domingo, 20 de noviembre de 2016

Use of transgenic Aedes aegypti in Brazil: risk perception and assessment. - PubMed - NCBI

Use of transgenic Aedes aegypti in Brazil: risk perception and assessment. - PubMed - NCBI
 2016 Oct 1;94(10):766-771. Epub 2016 Aug 31.

Use of transgenic Aedes aegypti in Brazil: risk perception and assessment.

Abstract

The OX513A strain of Aedes aegypti, which was developed by the British company Oxitec, expresses a self-limiting transgene that prevents larvae from developing to adulthood. In April 2014, the Brazilian National Technical Commission on Biosafety completed a risk assessment of OX513A and concluded that the strain did not present new biological risks to humans or the environment and could be released in Brazil. At that point, Brazil became the first country to approve the unconstrained release of a genetically modified mosquito. During the assessment, the commission produced a comprehensive list of - and systematically analysed - the perceived hazards. Such hazards included the potential survival to adulthood of immature stages carrying the transgene - should the transgene fail to be expressed or be turned off by exposure to sufficient environmental tetracycline. Other perceived hazards included the potential allergenicity and/or toxicity of the proteins expressed by the gene, the potential for gene flow or increased transmission of human pathogens and the occupation of vacant breeding sites by other vector species. The Zika epidemic both elevated the perceived importance of Ae. aegypti as a vector - among policy-makers and regulators as well as the general public - and increased concerns over the release of males of the OX513A strain. We have therefore reassessed the potential hazards. We found that release of the transgenic mosquitoes would still be both safe and of great potential value in the control of diseases spread by Ae. aegypti,such as chikungunya, dengue and Zika.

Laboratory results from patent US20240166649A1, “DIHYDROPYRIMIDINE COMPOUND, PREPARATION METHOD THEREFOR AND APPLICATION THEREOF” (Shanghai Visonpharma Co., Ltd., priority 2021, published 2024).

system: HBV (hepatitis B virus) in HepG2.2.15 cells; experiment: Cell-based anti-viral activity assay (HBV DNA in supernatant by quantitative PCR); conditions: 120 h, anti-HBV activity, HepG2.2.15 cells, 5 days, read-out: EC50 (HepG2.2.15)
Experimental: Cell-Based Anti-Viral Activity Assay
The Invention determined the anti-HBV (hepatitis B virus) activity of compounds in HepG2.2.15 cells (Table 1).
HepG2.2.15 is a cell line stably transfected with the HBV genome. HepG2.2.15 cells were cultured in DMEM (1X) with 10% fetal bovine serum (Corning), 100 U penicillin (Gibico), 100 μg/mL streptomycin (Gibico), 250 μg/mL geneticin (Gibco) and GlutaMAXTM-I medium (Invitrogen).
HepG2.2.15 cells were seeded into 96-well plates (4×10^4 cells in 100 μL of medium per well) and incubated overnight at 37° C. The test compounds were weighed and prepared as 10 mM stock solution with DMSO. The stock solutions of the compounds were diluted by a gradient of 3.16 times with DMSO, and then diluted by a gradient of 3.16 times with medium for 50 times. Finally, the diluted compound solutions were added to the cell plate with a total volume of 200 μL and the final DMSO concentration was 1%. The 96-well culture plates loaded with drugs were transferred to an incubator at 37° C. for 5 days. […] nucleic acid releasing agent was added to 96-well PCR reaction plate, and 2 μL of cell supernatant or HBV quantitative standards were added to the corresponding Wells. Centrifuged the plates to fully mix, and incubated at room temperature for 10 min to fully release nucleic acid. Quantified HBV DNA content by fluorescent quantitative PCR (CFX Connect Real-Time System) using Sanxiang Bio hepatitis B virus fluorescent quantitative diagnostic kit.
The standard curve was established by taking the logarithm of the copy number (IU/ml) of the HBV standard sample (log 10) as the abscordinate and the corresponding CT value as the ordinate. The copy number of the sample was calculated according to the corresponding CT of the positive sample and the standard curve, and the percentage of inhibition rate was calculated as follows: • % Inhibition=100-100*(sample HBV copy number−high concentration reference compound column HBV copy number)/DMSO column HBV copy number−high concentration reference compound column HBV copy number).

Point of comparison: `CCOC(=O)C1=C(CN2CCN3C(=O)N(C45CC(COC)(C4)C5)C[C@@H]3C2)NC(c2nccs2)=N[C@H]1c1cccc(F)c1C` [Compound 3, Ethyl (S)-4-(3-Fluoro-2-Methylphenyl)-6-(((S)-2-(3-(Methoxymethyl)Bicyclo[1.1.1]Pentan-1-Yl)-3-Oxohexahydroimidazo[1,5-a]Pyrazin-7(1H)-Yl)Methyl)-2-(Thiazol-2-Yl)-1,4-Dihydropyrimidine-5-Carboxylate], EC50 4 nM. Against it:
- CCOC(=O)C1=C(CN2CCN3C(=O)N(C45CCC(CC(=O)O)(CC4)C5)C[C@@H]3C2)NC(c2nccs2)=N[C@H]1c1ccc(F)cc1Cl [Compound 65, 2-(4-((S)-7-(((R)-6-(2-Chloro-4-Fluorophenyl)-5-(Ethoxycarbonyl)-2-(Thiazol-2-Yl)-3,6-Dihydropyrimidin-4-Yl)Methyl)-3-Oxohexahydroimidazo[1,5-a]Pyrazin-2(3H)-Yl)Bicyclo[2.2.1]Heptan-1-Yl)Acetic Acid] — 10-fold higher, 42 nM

PMID:
 
27843167
 
PMCID:
 
PMC5043214
 
DOI:
 
10.2471/BLT.16.173377
[PubMed - in process] 
Free PMC Article